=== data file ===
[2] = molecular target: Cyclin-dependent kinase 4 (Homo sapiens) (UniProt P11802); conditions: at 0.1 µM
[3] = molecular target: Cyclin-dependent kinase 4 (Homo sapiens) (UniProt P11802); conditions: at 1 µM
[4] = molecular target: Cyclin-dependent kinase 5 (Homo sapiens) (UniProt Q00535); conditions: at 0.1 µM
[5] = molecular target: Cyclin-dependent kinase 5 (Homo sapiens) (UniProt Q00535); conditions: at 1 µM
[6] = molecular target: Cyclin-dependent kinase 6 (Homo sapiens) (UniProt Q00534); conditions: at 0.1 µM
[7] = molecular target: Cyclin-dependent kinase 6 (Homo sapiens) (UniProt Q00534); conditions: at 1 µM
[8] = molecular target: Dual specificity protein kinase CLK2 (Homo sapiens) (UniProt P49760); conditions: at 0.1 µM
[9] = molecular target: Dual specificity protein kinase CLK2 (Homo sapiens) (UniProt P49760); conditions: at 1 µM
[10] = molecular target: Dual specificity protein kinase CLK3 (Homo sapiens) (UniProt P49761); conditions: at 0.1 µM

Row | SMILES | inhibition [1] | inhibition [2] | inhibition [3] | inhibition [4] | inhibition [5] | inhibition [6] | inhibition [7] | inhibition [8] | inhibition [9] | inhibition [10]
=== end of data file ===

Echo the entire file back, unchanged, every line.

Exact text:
[2] = molecular target: Cyclin-dependent kinase 4 (Homo sapiens) (UniProt P11802); conditions: at 0.1 µM
[3] = molecular target: Cyclin-dependent kinase 4 (Homo sapiens) (UniProt P11802); conditions: at 1 µM
[4] = molecular target: Cyclin-dependent kinase 5 (Homo sapiens) (UniProt Q00535); conditions: at 0.1 µM
[5] = molecular target: Cyclin-dependent kinase 5 (Homo sapiens) (UniProt Q00535); conditions: at 1 µM
[6] = molecular target: Cyclin-dependent kinase 6 (Homo sapiens) (UniProt Q00534); conditions: at 0.1 µM
[7] = molecular target: Cyclin-dependent kinase 6 (Homo sapiens) (UniProt Q00534); conditions: at 1 µM
[8] = molecular target: Dual specificity protein kinase CLK2 (Homo sapiens) (UniProt P49760); conditions: at 0.1 µM
[9] = molecular target: Dual specificity protein kinase CLK2 (Homo sapiens) (UniProt P49760); conditions: at 1 µM
[10] = molecular target: Dual specificity protein kinase CLK3 (Homo sapiens) (UniProt P49761); conditions: at 0.1 µM

Row | SMILES | inhibition [1] | inhibition [2] | inhibition [3] | inhibition [4] | inhibition [5] | inhibition [6] | inhibition [7] | inhibition [8] | inhibition [9] | inhibition [10]